29 August 2018

Reimagine the World

Match day at a modern football stadium is a prime demonstration of the way data is changing our perception of the real world. Data is everywhere.

Human analytics are changing our perception of the world around us

What can the noise of a crowd tell us? In the opening game of the Bundesliga in which FC Bayern played vs. Hoffenheim we captured the sound of 75.000 fans inside the Allianz Arena with sound mapping technology. The fans can create a deafening wall of sound, but for a data scientist, each individual voice is a unique data point. Through these minute data points, data scientists draw patterns and make predictions, painting an increasingly more vivid picture of the happenings on the pitch. In the ever increasing digital world we are living in IoT, AI and sports analytics have the power to revolutionize the way fans watch and experience a game.

Football is all about data.

On the pitch, players wear devices that collect information on their movements, allowing their performance to be analysed later. And the stadium itself can also incorporate a complex network of Internet of Things (IoT) sensors and recording equipment. At the Allianz Arena, the pitch will be kept in optimum condition thanks to data on a huge number of variables, such as light, wind, humidity, the wind, and even the chlorophyll content of the blades of grass. The information will be sent to a Siemens MindSphere hub, which analyses the data before converting it into recommendations, such as whether to water the pitch, to change the strength of the light or alter the temperature of the underground heating.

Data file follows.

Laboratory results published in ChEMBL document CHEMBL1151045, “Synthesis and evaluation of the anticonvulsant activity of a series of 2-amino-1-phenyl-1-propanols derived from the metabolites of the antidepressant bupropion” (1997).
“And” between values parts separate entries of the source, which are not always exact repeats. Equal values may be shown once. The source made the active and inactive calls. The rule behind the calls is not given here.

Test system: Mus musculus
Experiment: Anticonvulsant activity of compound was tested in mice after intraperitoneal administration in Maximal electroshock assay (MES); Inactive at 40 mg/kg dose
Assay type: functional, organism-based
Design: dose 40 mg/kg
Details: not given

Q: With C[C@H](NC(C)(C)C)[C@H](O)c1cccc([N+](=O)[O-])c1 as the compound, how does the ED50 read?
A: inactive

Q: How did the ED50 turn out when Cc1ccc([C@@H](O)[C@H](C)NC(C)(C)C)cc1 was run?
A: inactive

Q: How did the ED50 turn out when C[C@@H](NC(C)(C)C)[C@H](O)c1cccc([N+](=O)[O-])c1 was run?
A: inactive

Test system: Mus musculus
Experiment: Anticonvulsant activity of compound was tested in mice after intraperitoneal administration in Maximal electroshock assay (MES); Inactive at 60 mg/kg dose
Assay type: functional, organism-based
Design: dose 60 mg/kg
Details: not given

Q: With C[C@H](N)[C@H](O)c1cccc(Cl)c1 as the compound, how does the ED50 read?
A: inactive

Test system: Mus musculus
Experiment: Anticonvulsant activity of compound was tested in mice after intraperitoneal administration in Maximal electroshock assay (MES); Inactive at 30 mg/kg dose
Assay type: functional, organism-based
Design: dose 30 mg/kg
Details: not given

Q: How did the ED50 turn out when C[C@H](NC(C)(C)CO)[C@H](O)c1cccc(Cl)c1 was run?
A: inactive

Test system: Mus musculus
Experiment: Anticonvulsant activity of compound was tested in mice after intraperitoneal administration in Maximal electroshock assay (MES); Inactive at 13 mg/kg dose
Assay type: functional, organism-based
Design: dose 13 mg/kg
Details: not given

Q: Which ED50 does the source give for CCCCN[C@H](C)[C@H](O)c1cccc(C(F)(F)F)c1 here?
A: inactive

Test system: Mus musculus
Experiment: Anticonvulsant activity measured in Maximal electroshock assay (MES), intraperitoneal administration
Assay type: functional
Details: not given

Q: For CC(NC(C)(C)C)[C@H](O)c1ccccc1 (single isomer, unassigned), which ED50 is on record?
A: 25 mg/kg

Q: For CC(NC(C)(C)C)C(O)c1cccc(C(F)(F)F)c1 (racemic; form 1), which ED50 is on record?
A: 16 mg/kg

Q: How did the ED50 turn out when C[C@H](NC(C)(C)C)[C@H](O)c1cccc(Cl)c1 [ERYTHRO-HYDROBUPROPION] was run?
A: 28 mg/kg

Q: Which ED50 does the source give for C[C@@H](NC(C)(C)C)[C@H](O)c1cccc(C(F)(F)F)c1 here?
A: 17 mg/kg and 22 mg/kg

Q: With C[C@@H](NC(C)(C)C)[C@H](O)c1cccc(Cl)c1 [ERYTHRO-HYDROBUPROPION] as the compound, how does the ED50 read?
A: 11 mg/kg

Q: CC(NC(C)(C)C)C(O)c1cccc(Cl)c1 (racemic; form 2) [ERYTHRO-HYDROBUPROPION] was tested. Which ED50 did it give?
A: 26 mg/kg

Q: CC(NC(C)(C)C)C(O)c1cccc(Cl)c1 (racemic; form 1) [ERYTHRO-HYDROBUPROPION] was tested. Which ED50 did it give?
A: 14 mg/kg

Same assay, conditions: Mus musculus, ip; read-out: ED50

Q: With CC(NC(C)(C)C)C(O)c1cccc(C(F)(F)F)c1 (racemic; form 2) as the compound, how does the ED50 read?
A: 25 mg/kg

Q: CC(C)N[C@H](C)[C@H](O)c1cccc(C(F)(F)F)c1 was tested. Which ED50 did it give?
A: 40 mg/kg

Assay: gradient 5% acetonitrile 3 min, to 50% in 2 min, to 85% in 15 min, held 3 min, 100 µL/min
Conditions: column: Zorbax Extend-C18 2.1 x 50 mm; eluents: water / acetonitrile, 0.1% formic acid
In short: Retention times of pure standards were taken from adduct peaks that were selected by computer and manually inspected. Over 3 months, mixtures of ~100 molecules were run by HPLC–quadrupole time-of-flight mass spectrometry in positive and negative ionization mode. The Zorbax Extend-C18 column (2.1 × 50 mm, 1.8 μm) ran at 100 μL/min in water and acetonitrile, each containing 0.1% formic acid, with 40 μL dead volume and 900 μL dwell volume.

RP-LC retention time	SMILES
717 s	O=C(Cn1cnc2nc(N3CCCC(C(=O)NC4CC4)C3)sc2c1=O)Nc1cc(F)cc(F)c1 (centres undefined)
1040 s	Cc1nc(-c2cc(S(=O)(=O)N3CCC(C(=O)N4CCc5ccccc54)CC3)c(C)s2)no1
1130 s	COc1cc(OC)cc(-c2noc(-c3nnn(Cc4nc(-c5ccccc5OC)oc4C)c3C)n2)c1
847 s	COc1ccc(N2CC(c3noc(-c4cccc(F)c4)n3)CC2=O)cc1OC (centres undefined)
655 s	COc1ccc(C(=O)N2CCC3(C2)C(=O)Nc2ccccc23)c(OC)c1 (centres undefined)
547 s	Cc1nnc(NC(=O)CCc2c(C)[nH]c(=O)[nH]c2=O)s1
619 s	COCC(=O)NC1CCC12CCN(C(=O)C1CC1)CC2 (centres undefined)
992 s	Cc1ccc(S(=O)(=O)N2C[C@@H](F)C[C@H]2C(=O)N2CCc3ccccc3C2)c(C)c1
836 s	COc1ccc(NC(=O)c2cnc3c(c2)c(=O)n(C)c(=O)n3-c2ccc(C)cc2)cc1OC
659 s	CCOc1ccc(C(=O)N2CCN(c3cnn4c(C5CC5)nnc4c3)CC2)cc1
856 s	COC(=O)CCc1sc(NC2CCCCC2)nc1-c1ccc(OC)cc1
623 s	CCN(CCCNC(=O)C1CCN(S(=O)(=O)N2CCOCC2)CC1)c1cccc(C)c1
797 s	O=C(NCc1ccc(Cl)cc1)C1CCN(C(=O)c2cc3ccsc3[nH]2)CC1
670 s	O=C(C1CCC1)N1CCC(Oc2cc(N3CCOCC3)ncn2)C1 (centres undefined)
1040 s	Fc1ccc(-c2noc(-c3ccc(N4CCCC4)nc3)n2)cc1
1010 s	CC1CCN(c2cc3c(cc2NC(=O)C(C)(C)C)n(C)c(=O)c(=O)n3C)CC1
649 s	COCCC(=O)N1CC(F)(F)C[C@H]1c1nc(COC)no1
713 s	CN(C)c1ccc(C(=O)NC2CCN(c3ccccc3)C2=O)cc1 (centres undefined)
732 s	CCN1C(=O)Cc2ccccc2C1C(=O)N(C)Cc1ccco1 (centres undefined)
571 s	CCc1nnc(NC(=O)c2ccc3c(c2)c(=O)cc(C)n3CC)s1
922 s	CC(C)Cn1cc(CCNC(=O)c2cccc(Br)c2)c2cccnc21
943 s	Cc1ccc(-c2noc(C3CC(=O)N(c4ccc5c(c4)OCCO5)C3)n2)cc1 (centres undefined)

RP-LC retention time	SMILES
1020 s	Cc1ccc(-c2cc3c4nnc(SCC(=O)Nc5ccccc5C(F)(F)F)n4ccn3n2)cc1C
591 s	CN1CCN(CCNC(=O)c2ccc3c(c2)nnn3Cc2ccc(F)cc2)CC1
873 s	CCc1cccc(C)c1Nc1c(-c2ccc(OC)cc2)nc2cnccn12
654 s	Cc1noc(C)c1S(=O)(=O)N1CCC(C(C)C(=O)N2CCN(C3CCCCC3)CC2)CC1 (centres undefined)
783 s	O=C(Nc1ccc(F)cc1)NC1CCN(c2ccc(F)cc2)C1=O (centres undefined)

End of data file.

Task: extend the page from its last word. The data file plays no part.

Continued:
When the crowd leave the stadium, they may well travel by road or rail, in which case they will find themselves once more surrounded by a mass of invisible data networks. Sitting on a train, they will be unaware of the mechanical information being collected around them. Thousands of data-points are taken from sensors positioned throughout the train and along the tracks, sending real-time information back to hubs to be analysed and turned into insight. Over the course of a year, a single train can produce more than a billion data points, which, when amalgamated, gives engineers a clear picture of which parts may need servicing or replacing before it breaks. The same kind of predictive analytics is being used in the public sector to target the buildings and manhole covers most at risk of fire, or the areas most susceptible to crime at a given time; allowing the limited number of officers to patrol the streets that need them most.